The aide protested, as others routinely do, telling stories of Clinton's kindnesses to friends and her staff. Nonetheless, for comedians, Hillary stories have replaced the Dan Quayle jokes, and, almost invariably, her toughness and aggressiveness translate into the hoarily sexist humor figure of a woman who "wears the pants in the family." Even Bill Clinton political adviser James Carville has gotten into the act, joking in after-dinner speeches that the Leader of the Free World has settled smoothly into Washington and the priority now is to "figure out what to do with her husband."
Much of the tale-telling about Hillary, of course, has to do with the state of the Clinton marriage--a topic that has been the subject of more rumor and innuendo in Washington than any White House matter since Lt. Col. Oliver L. North stopped feeding Iran-Contra documents into his office shredder.
Their friends have long maintained, as one would expect them to, that despite the rumors and cocktail-party chatter and their acknowledged difficulties in the past, the Clintons now have an affectionate marriage. The available public evidence suggests that the friends' accounts are closer to the truth than those of the gossips.
On the campaign trail--and now in the White House--the Clintons could be glimpsed sitting together, holding hands or sharing an intimate moment of conversation. Watching Hillary take a phone call from her husband can be enlightening as well. Standing for a moment with the phone at her ear, she waits, and when she speaks, her voice noticeably softens into a playful, bantering tone. Chelsea, she says, just returned from an overnight camping trip and was happily sunburned and full of stories to tell. The warm tone seems genuine. "I love you, too," she signs off.
Still, the negative image dies hard. It's not only at work that Hillary hangs tough. "She can," says one Clinton confidant, "ride his butt pretty well." For many Washington observers, particularly men, that is enough to color in the caricature.
"Some sort of Lady Macbeth" is the way several exasperated White House aides describe the perception that has run through Washington most of the spring. And it gets worse. Wildfire rumors have declared repeatedly that the First Lady threw an ashtray or a lamp at the President (she didn't), that the couple sleep in separate beds (they don't) and that a major national magazine plans to publish a story labeling her a lesbian (it doesn't).
Polls, including those taken privately for the White House, indicate that the stories find a receptive audience among a signficant share of the public. Consistently, for example, pollsters find they receive more positive responses to questions about the First Lady if they ask about "Hillary Clinton" than if they ask about "Hillary Rodham Clinton."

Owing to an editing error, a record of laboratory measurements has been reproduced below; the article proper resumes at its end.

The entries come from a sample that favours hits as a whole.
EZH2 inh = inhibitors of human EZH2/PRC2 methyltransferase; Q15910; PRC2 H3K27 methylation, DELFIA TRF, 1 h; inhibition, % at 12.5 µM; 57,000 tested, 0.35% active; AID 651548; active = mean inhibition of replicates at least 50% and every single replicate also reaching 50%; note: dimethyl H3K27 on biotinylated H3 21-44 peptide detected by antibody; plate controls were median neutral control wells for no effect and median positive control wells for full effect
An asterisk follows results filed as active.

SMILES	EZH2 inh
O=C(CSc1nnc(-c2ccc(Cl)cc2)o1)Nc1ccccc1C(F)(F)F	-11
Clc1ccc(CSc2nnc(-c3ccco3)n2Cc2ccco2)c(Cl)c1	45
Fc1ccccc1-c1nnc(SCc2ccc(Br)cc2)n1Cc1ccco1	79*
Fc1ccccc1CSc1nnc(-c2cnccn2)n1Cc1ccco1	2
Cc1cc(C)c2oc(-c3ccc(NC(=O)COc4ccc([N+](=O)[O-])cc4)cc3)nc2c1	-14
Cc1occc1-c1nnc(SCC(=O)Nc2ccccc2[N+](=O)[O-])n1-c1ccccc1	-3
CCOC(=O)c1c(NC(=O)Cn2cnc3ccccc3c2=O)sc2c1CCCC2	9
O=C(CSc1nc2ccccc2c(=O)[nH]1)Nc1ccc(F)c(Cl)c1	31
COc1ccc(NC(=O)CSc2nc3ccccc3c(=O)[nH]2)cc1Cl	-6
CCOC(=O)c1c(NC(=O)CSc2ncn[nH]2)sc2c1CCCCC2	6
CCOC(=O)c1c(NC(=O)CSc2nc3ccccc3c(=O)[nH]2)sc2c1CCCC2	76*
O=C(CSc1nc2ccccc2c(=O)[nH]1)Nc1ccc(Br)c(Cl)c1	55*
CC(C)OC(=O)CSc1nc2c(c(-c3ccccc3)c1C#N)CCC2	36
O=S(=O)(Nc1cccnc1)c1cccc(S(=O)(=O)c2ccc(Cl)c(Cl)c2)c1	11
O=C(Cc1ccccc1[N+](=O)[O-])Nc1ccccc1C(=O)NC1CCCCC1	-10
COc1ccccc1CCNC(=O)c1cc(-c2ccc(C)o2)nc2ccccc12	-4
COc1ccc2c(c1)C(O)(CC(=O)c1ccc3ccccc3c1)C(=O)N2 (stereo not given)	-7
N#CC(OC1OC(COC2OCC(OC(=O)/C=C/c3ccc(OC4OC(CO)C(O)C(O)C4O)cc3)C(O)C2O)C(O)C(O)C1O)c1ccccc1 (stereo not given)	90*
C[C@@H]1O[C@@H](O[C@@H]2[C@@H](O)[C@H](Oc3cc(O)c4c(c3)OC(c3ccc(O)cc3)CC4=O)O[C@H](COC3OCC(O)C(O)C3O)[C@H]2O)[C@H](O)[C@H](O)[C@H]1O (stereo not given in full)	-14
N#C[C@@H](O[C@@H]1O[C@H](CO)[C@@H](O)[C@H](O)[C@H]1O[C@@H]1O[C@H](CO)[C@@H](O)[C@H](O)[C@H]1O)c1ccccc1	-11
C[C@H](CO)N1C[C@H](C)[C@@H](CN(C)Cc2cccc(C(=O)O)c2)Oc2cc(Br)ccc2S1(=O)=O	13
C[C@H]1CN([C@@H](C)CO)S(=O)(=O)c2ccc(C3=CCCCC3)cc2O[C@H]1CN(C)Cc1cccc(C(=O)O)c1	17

"I'm sure it does have some impact (on the public)," Clinton concedes when asked about tales such as the ashtray story. "Hopefully not much, because it's a lie.
"But I learned a long time ago that I couldn't control anybody else, let alone somebody I don't even know, that I have no personal relationship with. I just can't worry about that kind of stuff."
In part, the image persists as a perverse result of Clinton's insistence on maintaining her privacy even as she enthusiastically boosts her husband's most public of careers. Where hard information is hard to get, the grapevine will always fill in the gaps with guesses. But partly, too, Clinton has complicated her situation by antagonizing many of the self-appointed social, political, image-making arbiters of Washington.
In a show of what the less-mellow Hillary must have been like, there is steely idealist zeal--and no irony--in her critique of the manipulations of others in the capital's political community. "It's such an incestuous set of relations here," she says, "people who make their living off the government, off of feeding at the government trough, (or) off of opposing the government by bringing in millions of dollars from frightened citizens out in the countryside so that the government can be stopped from doing something.
"I get very frustrated when I feel that every part of it, whether we're talking about members of government or journalists or lawyers and lobbyists, contractors, whoever it is, see this as a game," she says. "Real people's lives are at stake in a lot of these decisions."
She has little hesitation, as well, about making clear her disdain for much of the media.
"What bothers me are people who I view as serious journalists, who, because of the nature of journalism today or because of their own personal feeling, jump to conclusions or allow themselves to be used, or print things that they doubt are true because somebody else will go with it first."